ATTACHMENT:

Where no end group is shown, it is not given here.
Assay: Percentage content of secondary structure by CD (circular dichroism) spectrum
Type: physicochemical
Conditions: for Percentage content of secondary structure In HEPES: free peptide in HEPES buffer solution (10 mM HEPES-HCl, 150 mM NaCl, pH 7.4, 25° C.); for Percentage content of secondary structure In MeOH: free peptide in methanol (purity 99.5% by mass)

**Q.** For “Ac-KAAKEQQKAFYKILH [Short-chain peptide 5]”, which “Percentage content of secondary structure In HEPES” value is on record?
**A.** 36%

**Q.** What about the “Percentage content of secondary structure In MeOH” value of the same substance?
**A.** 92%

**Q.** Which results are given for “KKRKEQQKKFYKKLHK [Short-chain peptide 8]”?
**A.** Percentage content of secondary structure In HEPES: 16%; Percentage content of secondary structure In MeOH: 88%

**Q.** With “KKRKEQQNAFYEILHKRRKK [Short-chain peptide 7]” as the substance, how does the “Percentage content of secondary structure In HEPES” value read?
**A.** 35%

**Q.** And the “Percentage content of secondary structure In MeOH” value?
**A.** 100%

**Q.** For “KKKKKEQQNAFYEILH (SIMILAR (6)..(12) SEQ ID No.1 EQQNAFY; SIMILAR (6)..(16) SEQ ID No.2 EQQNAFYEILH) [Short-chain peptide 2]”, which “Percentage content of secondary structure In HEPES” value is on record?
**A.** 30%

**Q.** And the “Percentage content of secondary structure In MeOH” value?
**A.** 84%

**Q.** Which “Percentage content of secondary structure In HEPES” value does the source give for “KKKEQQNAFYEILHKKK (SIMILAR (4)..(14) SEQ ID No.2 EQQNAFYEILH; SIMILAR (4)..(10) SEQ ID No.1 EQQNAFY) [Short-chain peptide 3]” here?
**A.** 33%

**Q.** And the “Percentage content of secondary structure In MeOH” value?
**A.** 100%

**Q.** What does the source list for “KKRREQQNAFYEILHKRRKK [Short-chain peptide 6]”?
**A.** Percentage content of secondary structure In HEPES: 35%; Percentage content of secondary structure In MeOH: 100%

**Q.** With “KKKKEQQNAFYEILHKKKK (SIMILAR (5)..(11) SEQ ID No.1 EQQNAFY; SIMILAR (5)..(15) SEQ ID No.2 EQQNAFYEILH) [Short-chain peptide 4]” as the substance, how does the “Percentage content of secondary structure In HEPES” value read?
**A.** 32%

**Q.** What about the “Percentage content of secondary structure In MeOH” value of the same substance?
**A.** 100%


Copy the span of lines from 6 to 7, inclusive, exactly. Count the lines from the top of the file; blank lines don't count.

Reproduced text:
**A.** 36%

**Q.** What about the “Percentage content of secondary structure In MeOH” value of the same substance?